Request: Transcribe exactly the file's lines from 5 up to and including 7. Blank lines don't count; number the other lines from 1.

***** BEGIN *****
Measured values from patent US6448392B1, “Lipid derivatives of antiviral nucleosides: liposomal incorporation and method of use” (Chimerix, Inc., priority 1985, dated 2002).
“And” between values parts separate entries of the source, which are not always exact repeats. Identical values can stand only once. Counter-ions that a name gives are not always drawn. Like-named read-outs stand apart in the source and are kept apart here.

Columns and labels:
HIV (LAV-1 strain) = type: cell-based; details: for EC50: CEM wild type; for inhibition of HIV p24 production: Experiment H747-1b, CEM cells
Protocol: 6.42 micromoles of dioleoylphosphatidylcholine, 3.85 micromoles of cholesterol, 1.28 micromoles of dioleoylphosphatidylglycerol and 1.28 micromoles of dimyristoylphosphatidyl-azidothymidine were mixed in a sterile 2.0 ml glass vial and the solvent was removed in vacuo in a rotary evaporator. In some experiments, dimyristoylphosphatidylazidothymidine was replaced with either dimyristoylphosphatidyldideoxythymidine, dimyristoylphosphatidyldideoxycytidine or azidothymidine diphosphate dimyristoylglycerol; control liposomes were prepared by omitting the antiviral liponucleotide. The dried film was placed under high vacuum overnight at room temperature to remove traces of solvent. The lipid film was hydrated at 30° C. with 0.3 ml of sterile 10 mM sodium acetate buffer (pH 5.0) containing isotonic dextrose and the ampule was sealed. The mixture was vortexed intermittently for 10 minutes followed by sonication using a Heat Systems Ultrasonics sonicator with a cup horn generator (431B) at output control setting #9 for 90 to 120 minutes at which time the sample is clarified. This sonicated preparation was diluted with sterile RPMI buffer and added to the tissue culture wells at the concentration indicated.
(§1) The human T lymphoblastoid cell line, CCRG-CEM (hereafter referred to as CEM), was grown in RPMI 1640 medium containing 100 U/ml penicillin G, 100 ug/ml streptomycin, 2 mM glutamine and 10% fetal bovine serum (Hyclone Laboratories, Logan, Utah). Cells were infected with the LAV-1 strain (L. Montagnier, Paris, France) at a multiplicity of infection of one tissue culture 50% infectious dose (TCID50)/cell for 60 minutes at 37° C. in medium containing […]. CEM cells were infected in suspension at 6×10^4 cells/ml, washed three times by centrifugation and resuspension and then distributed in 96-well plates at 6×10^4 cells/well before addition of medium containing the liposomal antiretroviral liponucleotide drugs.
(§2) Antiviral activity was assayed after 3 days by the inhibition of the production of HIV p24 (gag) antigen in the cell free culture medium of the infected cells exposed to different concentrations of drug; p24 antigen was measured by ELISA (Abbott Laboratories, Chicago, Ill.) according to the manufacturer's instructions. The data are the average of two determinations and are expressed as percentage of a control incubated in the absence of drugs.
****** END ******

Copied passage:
Protocol: 6.42 micromoles of dioleoylphosphatidylcholine, 3.85 micromoles of cholesterol, 1.28 micromoles of dioleoylphosphatidylglycerol and 1.28 micromoles of dimyristoylphosphatidyl-azidothymidine were mixed in a sterile 2.0 ml glass vial and the solvent was removed in vacuo in a rotary evaporator. In some experiments, dimyristoylphosphatidylazidothymidine was replaced with either dimyristoylphosphatidyldideoxythymidine, dimyristoylphosphatidyldideoxycytidine or azidothymidine diphosphate dimyristoylglycerol; control liposomes were prepared by omitting the antiviral liponucleotide. The dried film was placed under high vacuum overnight at room temperature to remove traces of solvent. The lipid film was hydrated at 30° C. with 0.3 ml of sterile 10 mM sodium acetate buffer (pH 5.0) containing isotonic dextrose and the ampule was sealed. The mixture was vortexed intermittently for 10 minutes followed by sonication using a Heat Systems Ultrasonics sonicator with a cup horn generator (431B) at output control setting #9 for 90 to 120 minutes at which time the sample is clarified. This sonicated preparation was diluted with sterile RPMI buffer and added to the tissue culture wells at the concentration indicated.
(§1) The human T lymphoblastoid cell line, CCRG-CEM (hereafter referred to as CEM), was grown in RPMI 1640 medium containing 100 U/ml penicillin G, 100 ug/ml streptomycin, 2 mM glutamine and 10% fetal bovine serum (Hyclone Laboratories, Logan, Utah). Cells were infected with the LAV-1 strain (L. Montagnier, Paris, France) at a multiplicity of infection of one tissue culture 50% infectious dose (TCID50)/cell for 60 minutes at 37° C. in medium containing […]. CEM cells were infected in suspension at 6×10^4 cells/ml, washed three times by centrifugation and resuspension and then distributed in 96-well plates at 6×10^4 cells/well before addition of medium containing the liposomal antiretroviral liponucleotide drugs.
(§2) Antiviral activity was assayed after 3 days by the inhibition of the production of HIV p24 (gag) antigen in the cell free culture medium of the infected cells exposed to different concentrations of drug; p24 antigen was measured by ELISA (Abbott Laboratories, Chicago, Ill.) according to the manufacturer's instructions. The data are the average of two determinations and are expressed as percentage of a control incubated in the absence of drugs.